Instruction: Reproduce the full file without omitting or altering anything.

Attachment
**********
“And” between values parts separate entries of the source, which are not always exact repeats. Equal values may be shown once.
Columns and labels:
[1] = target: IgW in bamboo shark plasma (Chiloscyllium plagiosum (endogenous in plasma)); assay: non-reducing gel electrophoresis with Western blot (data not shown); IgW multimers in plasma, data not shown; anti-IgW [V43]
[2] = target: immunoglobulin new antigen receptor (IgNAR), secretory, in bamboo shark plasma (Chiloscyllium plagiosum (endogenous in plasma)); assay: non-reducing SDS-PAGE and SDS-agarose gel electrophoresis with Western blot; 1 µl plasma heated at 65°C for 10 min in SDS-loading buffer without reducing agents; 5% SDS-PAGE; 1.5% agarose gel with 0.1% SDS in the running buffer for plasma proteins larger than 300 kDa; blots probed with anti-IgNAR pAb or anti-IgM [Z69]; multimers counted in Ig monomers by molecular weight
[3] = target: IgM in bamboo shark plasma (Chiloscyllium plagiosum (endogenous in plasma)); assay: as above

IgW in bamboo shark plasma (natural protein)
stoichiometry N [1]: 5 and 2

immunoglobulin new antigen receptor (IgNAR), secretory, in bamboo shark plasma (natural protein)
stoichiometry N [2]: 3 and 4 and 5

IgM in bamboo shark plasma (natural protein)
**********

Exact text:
“And” between values parts separate entries of the source, which are not always exact repeats. Equal values may be shown once.
Columns and labels:
[1] = target: IgW in bamboo shark plasma (Chiloscyllium plagiosum (endogenous in plasma)); assay: non-reducing gel electrophoresis with Western blot (data not shown); IgW multimers in plasma, data not shown; anti-IgW [V43]
[2] = target: immunoglobulin new antigen receptor (IgNAR), secretory, in bamboo shark plasma (Chiloscyllium plagiosum (endogenous in plasma)); assay: non-reducing SDS-PAGE and SDS-agarose gel electrophoresis with Western blot; 1 µl plasma heated at 65°C for 10 min in SDS-loading buffer without reducing agents; 5% SDS-PAGE; 1.5% agarose gel with 0.1% SDS in the running buffer for plasma proteins larger than 300 kDa; blots probed with anti-IgNAR pAb or anti-IgM [Z69]; multimers counted in Ig monomers by molecular weight
[3] = target: IgM in bamboo shark plasma (Chiloscyllium plagiosum (endogenous in plasma)); assay: as above

IgW in bamboo shark plasma (natural protein)
stoichiometry N [1]: 5 and 2

immunoglobulin new antigen receptor (IgNAR), secretory, in bamboo shark plasma (natural protein)
stoichiometry N [2]: 3 and 4 and 5

IgM in bamboo shark plasma (natural protein)